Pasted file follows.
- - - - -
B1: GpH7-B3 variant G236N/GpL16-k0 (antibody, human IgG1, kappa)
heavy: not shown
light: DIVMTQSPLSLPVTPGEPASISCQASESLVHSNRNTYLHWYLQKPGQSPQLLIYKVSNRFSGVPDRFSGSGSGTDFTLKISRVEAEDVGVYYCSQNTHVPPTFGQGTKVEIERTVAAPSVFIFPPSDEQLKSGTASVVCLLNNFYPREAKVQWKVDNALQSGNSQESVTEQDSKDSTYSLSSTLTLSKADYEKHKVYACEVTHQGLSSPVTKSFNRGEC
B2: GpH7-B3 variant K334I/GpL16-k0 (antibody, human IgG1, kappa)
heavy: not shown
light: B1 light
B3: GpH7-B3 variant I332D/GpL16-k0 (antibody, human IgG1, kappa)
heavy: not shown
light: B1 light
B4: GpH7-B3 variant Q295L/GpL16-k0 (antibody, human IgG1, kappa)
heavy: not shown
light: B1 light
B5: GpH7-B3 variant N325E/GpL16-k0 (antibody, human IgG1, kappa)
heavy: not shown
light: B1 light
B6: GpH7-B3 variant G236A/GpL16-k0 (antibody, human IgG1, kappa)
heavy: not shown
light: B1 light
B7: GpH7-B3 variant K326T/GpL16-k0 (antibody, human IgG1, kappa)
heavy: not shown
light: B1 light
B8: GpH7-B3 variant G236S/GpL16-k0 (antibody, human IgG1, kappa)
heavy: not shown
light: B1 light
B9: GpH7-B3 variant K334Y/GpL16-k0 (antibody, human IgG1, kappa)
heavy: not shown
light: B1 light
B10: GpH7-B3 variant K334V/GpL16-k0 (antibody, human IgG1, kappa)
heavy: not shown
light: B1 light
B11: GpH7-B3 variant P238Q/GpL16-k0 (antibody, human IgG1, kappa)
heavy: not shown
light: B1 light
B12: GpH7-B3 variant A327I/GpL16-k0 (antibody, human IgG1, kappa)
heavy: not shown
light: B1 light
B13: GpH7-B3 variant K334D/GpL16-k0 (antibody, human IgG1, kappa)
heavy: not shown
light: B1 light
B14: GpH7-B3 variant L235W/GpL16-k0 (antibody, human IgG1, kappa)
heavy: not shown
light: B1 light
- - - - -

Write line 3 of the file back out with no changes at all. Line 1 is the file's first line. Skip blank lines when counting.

light: DIVMTQSPLSLPVTPGEPASISCQASESLVHSNRNTYLHWYLQKPGQSPQLLIYKVSNRFSGVPDRFSGSGSGTDFTLKISRVEAEDVGVYYCSQNTHVPPTFGQGTKVEIERTVAAPSVFIFPPSDEQLKSGTASVVCLLNNFYPREAKVQWKVDNALQSGNSQESVTEQDSKDSTYSLSSTLTLSKADYEKHKVYACEVTHQGLSSPVTKSFNRGEC